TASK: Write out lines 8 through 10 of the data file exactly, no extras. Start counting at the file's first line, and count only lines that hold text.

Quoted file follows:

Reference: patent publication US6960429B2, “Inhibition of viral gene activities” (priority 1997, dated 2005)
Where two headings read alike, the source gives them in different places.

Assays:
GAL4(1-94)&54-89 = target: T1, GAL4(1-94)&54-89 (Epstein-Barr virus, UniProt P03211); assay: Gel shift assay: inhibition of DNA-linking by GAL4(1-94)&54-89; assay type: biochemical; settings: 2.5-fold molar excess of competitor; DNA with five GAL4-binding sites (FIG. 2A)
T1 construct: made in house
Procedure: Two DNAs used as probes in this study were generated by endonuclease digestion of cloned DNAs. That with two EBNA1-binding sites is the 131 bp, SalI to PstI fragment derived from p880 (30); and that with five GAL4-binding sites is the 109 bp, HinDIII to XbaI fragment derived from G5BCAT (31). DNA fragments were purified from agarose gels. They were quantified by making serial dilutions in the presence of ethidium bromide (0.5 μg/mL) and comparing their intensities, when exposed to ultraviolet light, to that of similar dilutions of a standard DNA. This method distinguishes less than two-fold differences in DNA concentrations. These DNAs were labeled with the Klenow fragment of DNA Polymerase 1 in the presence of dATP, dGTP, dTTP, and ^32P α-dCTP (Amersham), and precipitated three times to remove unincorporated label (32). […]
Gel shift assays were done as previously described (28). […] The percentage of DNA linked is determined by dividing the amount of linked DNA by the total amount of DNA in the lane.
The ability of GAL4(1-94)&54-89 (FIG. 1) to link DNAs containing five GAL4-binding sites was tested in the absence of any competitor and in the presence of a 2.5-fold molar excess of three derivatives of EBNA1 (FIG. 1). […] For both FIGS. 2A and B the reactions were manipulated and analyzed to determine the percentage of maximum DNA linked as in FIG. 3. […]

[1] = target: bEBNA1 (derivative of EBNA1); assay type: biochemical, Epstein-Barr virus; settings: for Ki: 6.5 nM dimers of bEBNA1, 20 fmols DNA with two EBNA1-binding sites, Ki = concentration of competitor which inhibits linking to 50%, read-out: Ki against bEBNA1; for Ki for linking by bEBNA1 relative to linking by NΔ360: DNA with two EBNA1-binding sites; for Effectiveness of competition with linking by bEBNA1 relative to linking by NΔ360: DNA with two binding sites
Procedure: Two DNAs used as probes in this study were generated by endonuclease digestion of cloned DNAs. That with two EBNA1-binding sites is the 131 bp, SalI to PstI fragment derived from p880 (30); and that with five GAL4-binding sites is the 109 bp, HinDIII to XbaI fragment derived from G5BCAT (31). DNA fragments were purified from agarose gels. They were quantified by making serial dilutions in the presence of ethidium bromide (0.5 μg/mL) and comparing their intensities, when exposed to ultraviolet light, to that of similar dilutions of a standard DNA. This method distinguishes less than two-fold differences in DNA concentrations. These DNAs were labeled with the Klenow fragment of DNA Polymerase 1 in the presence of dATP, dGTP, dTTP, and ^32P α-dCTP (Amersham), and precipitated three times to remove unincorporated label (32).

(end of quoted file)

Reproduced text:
The ability of GAL4(1-94)&54-89 (FIG. 1) to link DNAs containing five GAL4-binding sites was tested in the absence of any competitor and in the presence of a 2.5-fold molar excess of three derivatives of EBNA1 (FIG. 1). […] For both FIGS. 2A and B the reactions were manipulated and analyzed to determine the percentage of maximum DNA linked as in FIG. 3. […]

[1] = target: bEBNA1 (derivative of EBNA1); assay type: biochemical, Epstein-Barr virus; settings: for Ki: 6.5 nM dimers of bEBNA1, 20 fmols DNA with two EBNA1-binding sites, Ki = concentration of competitor which inhibits linking to 50%, read-out: Ki against bEBNA1; for Ki for linking by bEBNA1 relative to linking by NΔ360: DNA with two EBNA1-binding sites; for Effectiveness of competition with linking by bEBNA1 relative to linking by NΔ360: DNA with two binding sites
Procedure: Two DNAs used as probes in this study were generated by endonuclease digestion of cloned DNAs. That with two EBNA1-binding sites is the 131 bp, SalI to PstI fragment derived from p880 (30); and that with five GAL4-binding sites is the 109 bp, HinDIII to XbaI fragment derived from G5BCAT (31). DNA fragments were purified from agarose gels. They were quantified by making serial dilutions in the presence of ethidium bromide (0.5 μg/mL) and comparing their intensities, when exposed to ultraviolet light, to that of similar dilutions of a standard DNA. This method distinguishes less than two-fold differences in DNA concentrations. These DNAs were labeled with the Klenow fragment of DNA Polymerase 1 in the presence of dATP, dGTP, dTTP, and ^32P α-dCTP (Amersham), and precipitated three times to remove unincorporated label (32).